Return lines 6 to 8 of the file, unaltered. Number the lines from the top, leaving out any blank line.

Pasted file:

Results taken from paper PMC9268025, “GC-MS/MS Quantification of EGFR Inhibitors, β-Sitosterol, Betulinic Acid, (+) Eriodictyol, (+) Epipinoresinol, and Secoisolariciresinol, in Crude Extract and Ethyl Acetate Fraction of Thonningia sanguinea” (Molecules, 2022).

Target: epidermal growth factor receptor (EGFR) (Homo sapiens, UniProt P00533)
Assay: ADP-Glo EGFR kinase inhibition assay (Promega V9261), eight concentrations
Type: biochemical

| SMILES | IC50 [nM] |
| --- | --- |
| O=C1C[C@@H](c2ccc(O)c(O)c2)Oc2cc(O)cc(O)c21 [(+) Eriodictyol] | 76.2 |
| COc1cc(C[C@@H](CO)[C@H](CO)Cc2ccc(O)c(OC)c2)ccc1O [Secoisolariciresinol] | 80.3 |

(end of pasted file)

| --- | --- |
| O=C1C[C@@H](c2ccc(O)c(O)c2)Oc2cc(O)cc(O)c21 [(+) Eriodictyol] | 76.2 |
| COc1cc(C[C@@H](CO)[C@H](CO)Cc2ccc(O)c(OC)c2)ccc1O [Secoisolariciresinol] | 80.3 |